"Heartbeat Radio" (Rounder)-- 4.5 STARS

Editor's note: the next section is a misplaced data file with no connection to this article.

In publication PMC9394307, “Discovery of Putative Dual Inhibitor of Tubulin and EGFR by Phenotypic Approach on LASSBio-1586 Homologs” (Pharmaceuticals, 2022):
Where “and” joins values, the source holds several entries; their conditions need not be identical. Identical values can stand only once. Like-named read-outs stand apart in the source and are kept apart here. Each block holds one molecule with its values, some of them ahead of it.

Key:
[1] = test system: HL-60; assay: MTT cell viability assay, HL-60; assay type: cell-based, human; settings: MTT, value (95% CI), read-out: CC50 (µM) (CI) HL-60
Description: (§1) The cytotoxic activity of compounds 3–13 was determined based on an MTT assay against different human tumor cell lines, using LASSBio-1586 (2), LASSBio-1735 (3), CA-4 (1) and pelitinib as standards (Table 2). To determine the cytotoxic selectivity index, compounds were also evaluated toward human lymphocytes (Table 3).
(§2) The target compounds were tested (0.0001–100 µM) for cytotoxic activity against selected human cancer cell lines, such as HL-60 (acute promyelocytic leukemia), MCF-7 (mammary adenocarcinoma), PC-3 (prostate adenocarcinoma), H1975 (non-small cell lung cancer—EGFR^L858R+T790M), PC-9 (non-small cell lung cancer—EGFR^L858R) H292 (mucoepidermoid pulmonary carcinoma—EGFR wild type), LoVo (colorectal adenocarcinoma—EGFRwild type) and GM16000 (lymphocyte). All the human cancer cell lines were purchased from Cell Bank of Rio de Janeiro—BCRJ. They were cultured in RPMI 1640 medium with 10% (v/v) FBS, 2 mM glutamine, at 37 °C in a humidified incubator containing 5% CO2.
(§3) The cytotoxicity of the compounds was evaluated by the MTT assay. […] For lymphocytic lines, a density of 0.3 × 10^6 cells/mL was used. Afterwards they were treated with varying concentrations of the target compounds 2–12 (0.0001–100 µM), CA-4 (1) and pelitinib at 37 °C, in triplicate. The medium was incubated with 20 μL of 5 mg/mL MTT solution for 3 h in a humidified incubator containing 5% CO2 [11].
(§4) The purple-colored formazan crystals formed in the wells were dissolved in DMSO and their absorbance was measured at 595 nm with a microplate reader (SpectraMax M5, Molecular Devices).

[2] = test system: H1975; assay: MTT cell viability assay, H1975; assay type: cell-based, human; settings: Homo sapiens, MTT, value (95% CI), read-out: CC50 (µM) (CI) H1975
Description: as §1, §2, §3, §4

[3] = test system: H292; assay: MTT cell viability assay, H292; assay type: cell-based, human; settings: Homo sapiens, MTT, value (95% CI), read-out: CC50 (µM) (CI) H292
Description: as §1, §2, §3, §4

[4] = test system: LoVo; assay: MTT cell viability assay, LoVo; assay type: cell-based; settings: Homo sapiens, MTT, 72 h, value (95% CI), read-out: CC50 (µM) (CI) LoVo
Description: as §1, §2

With “Heartbeat Radio,” Sondre Lerche delivers an album best characterized by a boyish whim and charm. His music is easy to like but also offers diverse elements of musical sophistication, giving him a universal appeal. Lerche released his first full-length album, “Faces Down,” in his native Norway eight years ago, and since then he has steadily acquired a devoted and loving fan base. He was brought to a wider audience in North America by his work on the “Dan in Real Life” soundtrack, released in 2007. Throughout his career, the singer-songwriter has dabbled in jazz, orchestral sounds, straight-up rock, or wherever his fancy took him. His sixth studio album presents a mature artist that has found and settled comfortably into his own layered pop sound. Now able to draw from experience, Lerche takes the elements that worked best from his previous albums and brings them together; the record blends in remarkably well with the fabric of his career. Even first listeners of Sondre Lerche will find that there’s something immediately recognizable about him; his lyrical simplicity and warm vocals provide an inviting quality. This may draw criticism for lack of innovation, but as in the best pop music, catchy melodies and lush harmonies are always rewarding. What makes Sondre Lerche’s work—including “Heartbeat Radio”— stand out amongst other immediately enjoyable pop music, is its deceptive simplicity. Lerche is very much fascinated by a wide variety of genres, including jazz and rock, and with childlike absorption, incorporates them to his own sound. As a result, even his choice of acoustic guitar as the basis for many of his songs—fairly typical for singer-songwriters—becomes distinctive through his unusually syncopated rhythms and complex, bluesy chords. The title track is the most obvious example of this; its intro is marked by an emphasis on the off-beat. The drums, entering in the second verse, match the syncopation of the acoustic guitar perfectly, as the electric guitar pronounces the off-beats. A piano nonchalantly doodles a jazz riff. On top of all this is a string quartet that serves to double the melody and also support it with fugal harmonies. All of these elements come together and create a balanced song, at once energetic and easy on the ears. The choice of “Heartbeat Radio” as the title track seems an appropriate one. The satisfyingly intricate sound of this first single is one that pervades the album. Even low-key songs like “I Guess It’s Gonna Rain Today” and “Goodnight” incorporate multiple instruments, including a full brass band for the former. Lerche manages to contain the varied instrumentation, giving the song a sense of complexity without overwhelming the ballad. Lerche presents a variety of style in “Heartbeat Radio,” as well. Songs like “Words & Music,” and “Easy to Persuade” rely heavily on distorted electric guitars and less on orchestral pop elements, creating a sharper sound. The relentless drums and rock riffs are reminiscent of his experimentation with rock in his 2007 album, “Phantom Punch.” Like his music, Sondre Lerche’s lyrics are at first familiar, yet distinctly charming. Perhaps because English is not his first language, he approaches clichés and idioms with a delight that turns them for the better. “You can push me away, but I cannot let you go / try as you may, no, I cannot let you go,” sings Lerche. A very typical pop lyric, but here, sung by Lerche, it is filled with a rare sense of optimism, brought out by the playful rhyme. Sondre Lerche is really just an extraordinarily pleasant everyman, whose magic resides in incorporating jazz pianos and orchestral strings in his music while managing to stay completely unassuming and unpretentious. His music may lack originality, but that won’t stop it from being stuck in your head all day. —Staff writer Susie Y. Kim can be reached at email@example.com.